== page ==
Third Vaccine Shield Against COVID-19 Rolling Out March 1, 2021
Third Vaccine Shield Against COVID-19 Rolling Out March 1, 2021

March 1, 2021

Americans gained a third weapon against COVID-19 this weekend with the availability of a third vaccine. On February 27, 2021, the U.S. Food and Drug Administration granted Emergency Use Authorization to the new vaccine from Janssen Pharmaceutical Companies of Johnson & Johnson to prevent COVID-19 in adults age 18 and older.

The three vaccines uses the spike protein found on the surface of the SARS-CoV-2 virus to stimulate the immune system. The spike protein is like a key that unlocks a portal called the ACE2 receptor on the surface of human cells and allows genetic material from the virus to penetrate the cell. The Pfizer and Moderna vaccines use the blueprint within messenger RNA (mRNA) to instruct cells to manufacture spike protein. Once the cells are taught by mRNA to produce spike protein, the cells of inoculated people produce enough of it for the immune system to remember and recognize it as an invader and neutralize the virus, preventing the person from becoming ill.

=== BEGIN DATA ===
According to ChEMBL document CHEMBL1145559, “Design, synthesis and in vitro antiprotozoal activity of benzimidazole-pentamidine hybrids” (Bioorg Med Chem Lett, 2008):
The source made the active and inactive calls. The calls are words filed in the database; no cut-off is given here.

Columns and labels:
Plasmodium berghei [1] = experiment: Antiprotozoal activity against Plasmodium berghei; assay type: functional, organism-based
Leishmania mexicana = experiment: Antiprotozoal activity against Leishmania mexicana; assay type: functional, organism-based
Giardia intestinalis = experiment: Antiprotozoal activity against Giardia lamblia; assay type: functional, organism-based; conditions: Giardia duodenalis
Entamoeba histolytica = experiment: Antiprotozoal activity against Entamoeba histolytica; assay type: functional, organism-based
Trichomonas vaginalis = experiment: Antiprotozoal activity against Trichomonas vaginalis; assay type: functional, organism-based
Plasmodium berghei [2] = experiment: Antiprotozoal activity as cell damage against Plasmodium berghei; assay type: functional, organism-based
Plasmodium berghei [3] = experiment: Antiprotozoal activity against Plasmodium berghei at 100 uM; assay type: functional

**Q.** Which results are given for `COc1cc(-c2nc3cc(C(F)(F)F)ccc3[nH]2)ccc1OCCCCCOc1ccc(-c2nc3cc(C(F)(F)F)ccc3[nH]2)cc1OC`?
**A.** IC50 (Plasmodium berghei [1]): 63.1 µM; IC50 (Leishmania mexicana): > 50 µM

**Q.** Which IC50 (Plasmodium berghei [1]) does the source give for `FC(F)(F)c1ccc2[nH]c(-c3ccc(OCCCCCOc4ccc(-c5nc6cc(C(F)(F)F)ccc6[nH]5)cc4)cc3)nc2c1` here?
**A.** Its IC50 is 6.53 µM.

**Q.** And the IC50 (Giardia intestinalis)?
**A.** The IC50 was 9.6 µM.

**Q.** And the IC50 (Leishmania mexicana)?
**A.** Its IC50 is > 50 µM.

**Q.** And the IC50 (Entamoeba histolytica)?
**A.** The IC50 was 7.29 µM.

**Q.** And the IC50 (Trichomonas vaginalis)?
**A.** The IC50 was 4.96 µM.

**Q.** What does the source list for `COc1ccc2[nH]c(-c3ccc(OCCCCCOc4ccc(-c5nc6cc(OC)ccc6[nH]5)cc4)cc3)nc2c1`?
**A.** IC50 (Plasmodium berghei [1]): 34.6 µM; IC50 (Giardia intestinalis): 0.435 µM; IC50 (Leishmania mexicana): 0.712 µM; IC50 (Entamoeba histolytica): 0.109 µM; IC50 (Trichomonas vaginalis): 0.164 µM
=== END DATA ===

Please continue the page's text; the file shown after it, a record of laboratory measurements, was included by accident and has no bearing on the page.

The Johnson and Johnson/Janssen vaccine and one in development by AstraZeneca use a different approach to achieve the same ends. Their vaccines fuse the genetic instructions for producing spike protein to a harmless adenovirus that can invade cells but doesn’t cause disease in humans. Like a long-haul trucker dropping off his cargo, the adenovirus drops off these genetic instructions which teach cells to make spike protein. As with the mRNA vaccines, the spike protein inspires the immune system to memorize how to destroy the SARS-CoV-2 virus on sight.

The third new vaccine platform that Novavax, and Sanofi with GSK are developing works by directly injecting synthetic spike protein.

Watch this video series by LRA President and CEO Kenneth Farber to learn more about all three types of vaccines in development for COVID-19.  Also check out this article in which the LRA summarizes the COVID-19 Vaccine Clinical Guidance issued by the American College of Rheumatology to help healthcare providers make decisions about vaccination with their patients. Released February 8, 2021, the Guidance covered the Pfizer and Moderna vaccines since those were the two granted Emergency Use Authorization at that time, but it is a living document evolving as new data is available. If you have questions, most will be answered in our COVID-19 Vaccine Q&A, which includes the latest updates.

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